The Feminist Encyclopedia of German Literature

By Friederike Eigler; Susanne Kord | Go to book overview

Jelinek, Elfriede (1946-present). Jelinek, author of highly innovative and provocative texts, is probably the best-known and most controversial woman writer in Austria today. Her early writings are grounded in the politically oriented faction of the Grazer Gruppe, a loose association of Austrian avant-garde writers of the 1960s and 1970s (influenced by the better-known Wiener Gruppe). The combination of experimental forms--aimed at defamiliarizing language-- and radical social critique continues to mark Jelinek's otherwise highly diverse works until today. Since her first publication in 1967 (the poetry volume Lisas Schatten), Jelinek has written in many different genres (poetry, prose, drama, radio play, screenplay, libretto, translation, and essays on political and aesthetic issues), but she is primarily known for her prose works (especially for the novels Die Klavierspielerin, 1983, and Lust, 1989). By comparison, her dramatic works have received less public attention. This is, in part, due to the fact that, until recently, established theaters (particularly in her home country, Austria) have been reluctant to stage her plays.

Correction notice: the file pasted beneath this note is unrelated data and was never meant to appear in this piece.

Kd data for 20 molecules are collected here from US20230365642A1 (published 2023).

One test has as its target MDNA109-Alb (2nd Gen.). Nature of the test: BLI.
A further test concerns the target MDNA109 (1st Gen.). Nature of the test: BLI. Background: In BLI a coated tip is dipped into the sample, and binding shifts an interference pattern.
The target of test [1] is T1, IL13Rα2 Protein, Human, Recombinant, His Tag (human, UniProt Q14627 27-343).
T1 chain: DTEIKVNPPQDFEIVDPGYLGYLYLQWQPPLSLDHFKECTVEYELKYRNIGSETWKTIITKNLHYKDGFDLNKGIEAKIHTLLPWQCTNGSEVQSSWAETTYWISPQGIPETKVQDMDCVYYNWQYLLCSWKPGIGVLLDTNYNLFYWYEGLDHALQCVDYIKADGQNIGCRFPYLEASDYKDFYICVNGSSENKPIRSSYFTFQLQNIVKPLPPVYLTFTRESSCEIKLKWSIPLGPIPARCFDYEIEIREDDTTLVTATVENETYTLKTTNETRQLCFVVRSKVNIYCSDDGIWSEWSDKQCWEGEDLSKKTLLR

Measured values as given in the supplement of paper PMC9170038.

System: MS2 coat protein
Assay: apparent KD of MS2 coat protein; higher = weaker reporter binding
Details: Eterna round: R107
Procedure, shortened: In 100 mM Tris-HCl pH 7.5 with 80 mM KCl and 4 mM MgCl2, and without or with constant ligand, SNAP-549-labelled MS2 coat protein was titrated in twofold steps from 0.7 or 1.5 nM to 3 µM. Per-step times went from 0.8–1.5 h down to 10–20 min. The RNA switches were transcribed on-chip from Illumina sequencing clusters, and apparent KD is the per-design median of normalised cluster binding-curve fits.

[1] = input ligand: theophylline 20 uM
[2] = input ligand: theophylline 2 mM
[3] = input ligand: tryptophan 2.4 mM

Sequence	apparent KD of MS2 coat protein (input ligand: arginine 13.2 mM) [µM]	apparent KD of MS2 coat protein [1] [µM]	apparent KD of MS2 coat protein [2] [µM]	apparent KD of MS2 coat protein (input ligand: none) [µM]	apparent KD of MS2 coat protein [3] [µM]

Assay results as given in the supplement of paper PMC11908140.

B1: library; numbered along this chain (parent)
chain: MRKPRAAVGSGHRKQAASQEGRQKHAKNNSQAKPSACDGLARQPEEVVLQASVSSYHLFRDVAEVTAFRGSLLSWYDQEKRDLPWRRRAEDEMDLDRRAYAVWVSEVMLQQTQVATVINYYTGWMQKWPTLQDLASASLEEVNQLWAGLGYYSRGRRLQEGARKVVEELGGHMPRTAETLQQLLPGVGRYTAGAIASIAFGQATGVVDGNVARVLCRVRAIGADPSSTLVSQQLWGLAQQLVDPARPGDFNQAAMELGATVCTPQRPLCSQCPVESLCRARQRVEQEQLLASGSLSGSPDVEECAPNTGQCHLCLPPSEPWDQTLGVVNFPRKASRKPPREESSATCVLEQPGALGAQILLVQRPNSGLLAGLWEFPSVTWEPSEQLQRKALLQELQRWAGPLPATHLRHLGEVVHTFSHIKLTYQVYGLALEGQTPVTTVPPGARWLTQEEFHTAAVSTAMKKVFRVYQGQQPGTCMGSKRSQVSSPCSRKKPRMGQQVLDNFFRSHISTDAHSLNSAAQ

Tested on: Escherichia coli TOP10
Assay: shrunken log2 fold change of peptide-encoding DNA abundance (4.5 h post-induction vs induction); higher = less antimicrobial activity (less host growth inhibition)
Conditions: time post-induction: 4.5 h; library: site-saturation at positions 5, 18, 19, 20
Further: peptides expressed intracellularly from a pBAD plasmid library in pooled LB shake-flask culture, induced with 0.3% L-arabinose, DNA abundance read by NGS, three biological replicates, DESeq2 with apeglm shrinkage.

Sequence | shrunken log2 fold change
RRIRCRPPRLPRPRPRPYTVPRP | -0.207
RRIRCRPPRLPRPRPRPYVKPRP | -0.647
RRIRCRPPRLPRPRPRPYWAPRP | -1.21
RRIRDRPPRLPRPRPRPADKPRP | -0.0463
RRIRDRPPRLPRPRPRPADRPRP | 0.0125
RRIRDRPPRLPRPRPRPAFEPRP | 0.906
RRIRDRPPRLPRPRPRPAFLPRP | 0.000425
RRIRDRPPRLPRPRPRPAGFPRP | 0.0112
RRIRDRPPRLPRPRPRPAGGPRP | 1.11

Continuing and radicalizing the satirical tradition of Austrian Jewish writers (e.g., Karl Kraus and Elias Canetti), Jelinek's social critique has three main and interrelated targets. First, as a declared Marxist--she continues to identify with Marxism even after having left the Communist Party of Austria in the aftermath of the political events in 1989--she relentlessly attacks capitalist consumer society, its reinforcement in popular culture, and the ensuing commodification of all human beings and relationships (e.g., her earlier works wir sind lockvögel baby!, 1968; Michael, ein Jugendbuch, 1972; Die Liebhaberinnen, 1975). Second, Jelinek attacks the remnants of Austria's fascist past, which she portrays

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The Feminist Encyclopedia of German Literature
Table of contents

Table of contents

  • Title Page iii
  • Contents v
  • Preface vii
  • A 1
  • B 37
  • C 61
  • D 83
  • E 105
  • F 139
  • G 195
  • H 229
  • I 253
  • J 263
  • K 271
  • L 275
  • M 293
  • N 345
  • O 375
  • P 383
  • Q 429
  • R 431
  • S 465
  • T 515
  • U 531
  • V 537
  • W 553
  • Y 579
  • Z 581
  • Appendix of Names 587
  • Index 637
  • Contributors 673
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